Background: Remission of diabetes can be rewarding for patients and physicians, but there is limited study of how patients perceive the timeline of a disease along the continuum of glycaemic control. Objective: To explore how patients perceive the timeline of diabetes along the continuum of glycaemic control and their goals of care and to identify whether family physicians communicate the principles of regression and remission of diabetes. Design: Mixed methods approach of qualitative semi-structured interviews with purposive sampling followed by cross-sectional survey of physicians. Participants: Thirty-three patients living with prediabetes (preDM) or type 2 diabetes mellitus (T2DM) at medical centres in Georgia and Nevada; and 387 family physicians providing primary care within the same health system. Results: Patients described two timelines of diabetes: as a lifelong condition or as a condition that can be cured. Patients who perceived a lifelong condition described five treatment goals: reducing glucose-related laboratory values, losing weight, reducing medication, preventing treatment intensification and avoiding complications. For patients who perceived diabetes as a disease with an end, the goal of care was to achieve normoglycaemia. In response to patient vignettes that described potential cases of remission and regression, 38.2% of physician respondents would still communicate that a patient has preDM and 94.6% would tell the patient that he still had diabetes. Conclusions: Most physicians here exhibited reluctance to communicate remission or regression in patient care. Yet, patients describe two different potential timelines, including a subset who expect their diabetes can be ‘cured’. Physicians should incorporate shared decision making to create a shared mental model of diabetes and its potential outcomes with patients. Patient or Public Contribution: In this mixed methods study, as patients participated in the qualitative phase of this study, we asked patients to tell us what additional questions we should ask in subsequent interviews. Data from this qualitative phase informed the design and interpretation of the quantitative phase with physician participants.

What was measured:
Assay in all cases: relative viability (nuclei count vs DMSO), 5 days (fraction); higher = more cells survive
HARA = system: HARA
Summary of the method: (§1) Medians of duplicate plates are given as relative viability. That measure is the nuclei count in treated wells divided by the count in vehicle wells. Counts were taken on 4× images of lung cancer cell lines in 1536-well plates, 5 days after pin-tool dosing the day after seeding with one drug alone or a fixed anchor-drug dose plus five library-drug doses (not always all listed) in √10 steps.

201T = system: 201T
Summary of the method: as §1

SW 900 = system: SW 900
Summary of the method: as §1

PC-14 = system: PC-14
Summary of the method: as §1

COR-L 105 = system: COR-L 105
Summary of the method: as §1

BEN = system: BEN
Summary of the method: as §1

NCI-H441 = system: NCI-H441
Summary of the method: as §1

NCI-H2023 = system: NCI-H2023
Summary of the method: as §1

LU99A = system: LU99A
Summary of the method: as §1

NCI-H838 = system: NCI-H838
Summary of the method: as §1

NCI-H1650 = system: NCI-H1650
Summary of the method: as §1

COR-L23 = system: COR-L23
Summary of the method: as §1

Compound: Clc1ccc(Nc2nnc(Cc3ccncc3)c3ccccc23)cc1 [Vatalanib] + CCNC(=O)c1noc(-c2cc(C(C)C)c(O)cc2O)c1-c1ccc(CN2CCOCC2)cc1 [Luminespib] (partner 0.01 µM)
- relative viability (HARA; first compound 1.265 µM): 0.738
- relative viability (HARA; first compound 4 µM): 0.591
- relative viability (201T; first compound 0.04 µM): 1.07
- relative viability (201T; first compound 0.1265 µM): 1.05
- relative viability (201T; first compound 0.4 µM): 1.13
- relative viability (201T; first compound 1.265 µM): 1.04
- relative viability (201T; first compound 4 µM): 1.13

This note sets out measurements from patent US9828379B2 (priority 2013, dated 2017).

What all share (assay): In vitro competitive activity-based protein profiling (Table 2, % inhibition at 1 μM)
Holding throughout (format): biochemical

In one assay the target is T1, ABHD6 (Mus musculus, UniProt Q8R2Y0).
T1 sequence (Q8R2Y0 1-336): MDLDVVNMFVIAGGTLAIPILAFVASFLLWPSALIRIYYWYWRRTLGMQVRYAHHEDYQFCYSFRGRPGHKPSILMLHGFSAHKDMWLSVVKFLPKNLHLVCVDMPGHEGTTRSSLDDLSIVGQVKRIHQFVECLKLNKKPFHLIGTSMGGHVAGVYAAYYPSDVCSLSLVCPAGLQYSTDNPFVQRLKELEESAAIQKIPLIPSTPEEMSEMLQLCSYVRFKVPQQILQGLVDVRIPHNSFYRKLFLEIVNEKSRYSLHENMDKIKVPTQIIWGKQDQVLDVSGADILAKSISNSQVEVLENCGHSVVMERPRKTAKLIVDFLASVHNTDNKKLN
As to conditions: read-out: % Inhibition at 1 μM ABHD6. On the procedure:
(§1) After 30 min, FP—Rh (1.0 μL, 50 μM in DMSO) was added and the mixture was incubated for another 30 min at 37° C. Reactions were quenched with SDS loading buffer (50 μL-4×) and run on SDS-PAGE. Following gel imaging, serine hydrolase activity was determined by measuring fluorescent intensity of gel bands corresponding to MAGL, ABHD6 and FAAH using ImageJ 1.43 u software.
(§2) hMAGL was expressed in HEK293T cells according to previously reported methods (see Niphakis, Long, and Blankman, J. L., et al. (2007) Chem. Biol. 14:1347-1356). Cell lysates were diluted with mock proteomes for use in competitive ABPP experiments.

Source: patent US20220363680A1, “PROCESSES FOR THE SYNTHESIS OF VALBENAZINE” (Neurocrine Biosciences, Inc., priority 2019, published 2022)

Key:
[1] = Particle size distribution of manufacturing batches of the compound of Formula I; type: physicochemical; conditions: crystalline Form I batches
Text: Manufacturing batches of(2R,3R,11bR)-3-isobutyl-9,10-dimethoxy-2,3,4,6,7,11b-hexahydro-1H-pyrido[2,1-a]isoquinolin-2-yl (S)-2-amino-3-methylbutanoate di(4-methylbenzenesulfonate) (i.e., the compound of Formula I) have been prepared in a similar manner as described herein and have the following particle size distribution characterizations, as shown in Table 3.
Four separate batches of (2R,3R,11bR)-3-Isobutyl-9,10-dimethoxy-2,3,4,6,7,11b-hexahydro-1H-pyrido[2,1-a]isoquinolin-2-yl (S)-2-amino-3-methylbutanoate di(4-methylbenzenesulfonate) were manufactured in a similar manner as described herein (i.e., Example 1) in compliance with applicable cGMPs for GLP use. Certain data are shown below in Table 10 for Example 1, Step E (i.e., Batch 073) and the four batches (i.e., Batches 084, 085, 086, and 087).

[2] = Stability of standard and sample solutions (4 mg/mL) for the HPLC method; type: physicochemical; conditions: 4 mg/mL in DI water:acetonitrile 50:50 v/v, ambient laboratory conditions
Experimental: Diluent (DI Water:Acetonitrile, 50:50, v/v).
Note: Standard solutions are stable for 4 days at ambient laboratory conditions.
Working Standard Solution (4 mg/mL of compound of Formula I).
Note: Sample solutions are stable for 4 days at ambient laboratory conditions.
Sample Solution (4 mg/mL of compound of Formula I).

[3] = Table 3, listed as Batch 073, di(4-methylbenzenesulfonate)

- diabetes remission
- mixed methods
- type 2 diabetes mellitus
ASJC Scopus subject areas
- Public Health, Environmental and Occupational Health